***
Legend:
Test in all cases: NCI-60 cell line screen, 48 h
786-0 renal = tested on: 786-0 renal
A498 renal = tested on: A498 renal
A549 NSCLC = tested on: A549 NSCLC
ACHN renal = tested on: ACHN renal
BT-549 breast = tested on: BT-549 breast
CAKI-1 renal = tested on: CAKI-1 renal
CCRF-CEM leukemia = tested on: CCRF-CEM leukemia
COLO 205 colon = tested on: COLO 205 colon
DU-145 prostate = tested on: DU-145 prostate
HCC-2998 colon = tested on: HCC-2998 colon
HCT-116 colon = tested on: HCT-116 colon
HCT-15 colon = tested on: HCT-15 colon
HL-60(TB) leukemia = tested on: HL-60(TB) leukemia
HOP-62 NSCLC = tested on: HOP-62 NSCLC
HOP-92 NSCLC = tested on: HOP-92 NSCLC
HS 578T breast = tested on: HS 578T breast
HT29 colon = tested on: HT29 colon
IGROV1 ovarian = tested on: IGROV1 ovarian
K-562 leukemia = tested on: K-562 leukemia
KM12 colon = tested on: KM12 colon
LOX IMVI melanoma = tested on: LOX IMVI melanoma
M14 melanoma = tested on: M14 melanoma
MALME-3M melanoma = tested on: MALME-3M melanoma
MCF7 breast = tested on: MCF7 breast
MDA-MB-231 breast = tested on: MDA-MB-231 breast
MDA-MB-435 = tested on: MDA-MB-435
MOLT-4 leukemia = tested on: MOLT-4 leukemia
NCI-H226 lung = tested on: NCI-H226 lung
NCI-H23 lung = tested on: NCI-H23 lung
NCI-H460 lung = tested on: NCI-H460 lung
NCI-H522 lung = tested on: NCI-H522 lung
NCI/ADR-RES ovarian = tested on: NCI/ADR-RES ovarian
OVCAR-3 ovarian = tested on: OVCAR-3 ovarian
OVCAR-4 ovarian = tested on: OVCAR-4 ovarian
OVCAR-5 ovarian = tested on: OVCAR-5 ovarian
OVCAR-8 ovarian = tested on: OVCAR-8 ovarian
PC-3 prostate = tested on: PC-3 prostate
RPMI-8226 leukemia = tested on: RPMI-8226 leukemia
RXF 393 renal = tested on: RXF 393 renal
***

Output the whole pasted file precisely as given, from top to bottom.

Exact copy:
Legend:
Test in all cases: NCI-60 cell line screen, 48 h
786-0 renal = tested on: 786-0 renal
A498 renal = tested on: A498 renal
A549 NSCLC = tested on: A549 NSCLC
ACHN renal = tested on: ACHN renal
BT-549 breast = tested on: BT-549 breast
CAKI-1 renal = tested on: CAKI-1 renal
CCRF-CEM leukemia = tested on: CCRF-CEM leukemia
COLO 205 colon = tested on: COLO 205 colon
DU-145 prostate = tested on: DU-145 prostate
HCC-2998 colon = tested on: HCC-2998 colon
HCT-116 colon = tested on: HCT-116 colon
HCT-15 colon = tested on: HCT-15 colon
HL-60(TB) leukemia = tested on: HL-60(TB) leukemia
HOP-62 NSCLC = tested on: HOP-62 NSCLC
HOP-92 NSCLC = tested on: HOP-92 NSCLC
HS 578T breast = tested on: HS 578T breast
HT29 colon = tested on: HT29 colon
IGROV1 ovarian = tested on: IGROV1 ovarian
K-562 leukemia = tested on: K-562 leukemia
KM12 colon = tested on: KM12 colon
LOX IMVI melanoma = tested on: LOX IMVI melanoma
M14 melanoma = tested on: M14 melanoma
MALME-3M melanoma = tested on: MALME-3M melanoma
MCF7 breast = tested on: MCF7 breast
MDA-MB-231 breast = tested on: MDA-MB-231 breast
MDA-MB-435 = tested on: MDA-MB-435
MOLT-4 leukemia = tested on: MOLT-4 leukemia
NCI-H226 lung = tested on: NCI-H226 lung
NCI-H23 lung = tested on: NCI-H23 lung
NCI-H460 lung = tested on: NCI-H460 lung
NCI-H522 lung = tested on: NCI-H522 lung
NCI/ADR-RES ovarian = tested on: NCI/ADR-RES ovarian
OVCAR-3 ovarian = tested on: OVCAR-3 ovarian
OVCAR-4 ovarian = tested on: OVCAR-4 ovarian
OVCAR-5 ovarian = tested on: OVCAR-5 ovarian
OVCAR-8 ovarian = tested on: OVCAR-8 ovarian
PC-3 prostate = tested on: PC-3 prostate
RPMI-8226 leukemia = tested on: RPMI-8226 leukemia
RXF 393 renal = tested on: RXF 393 renal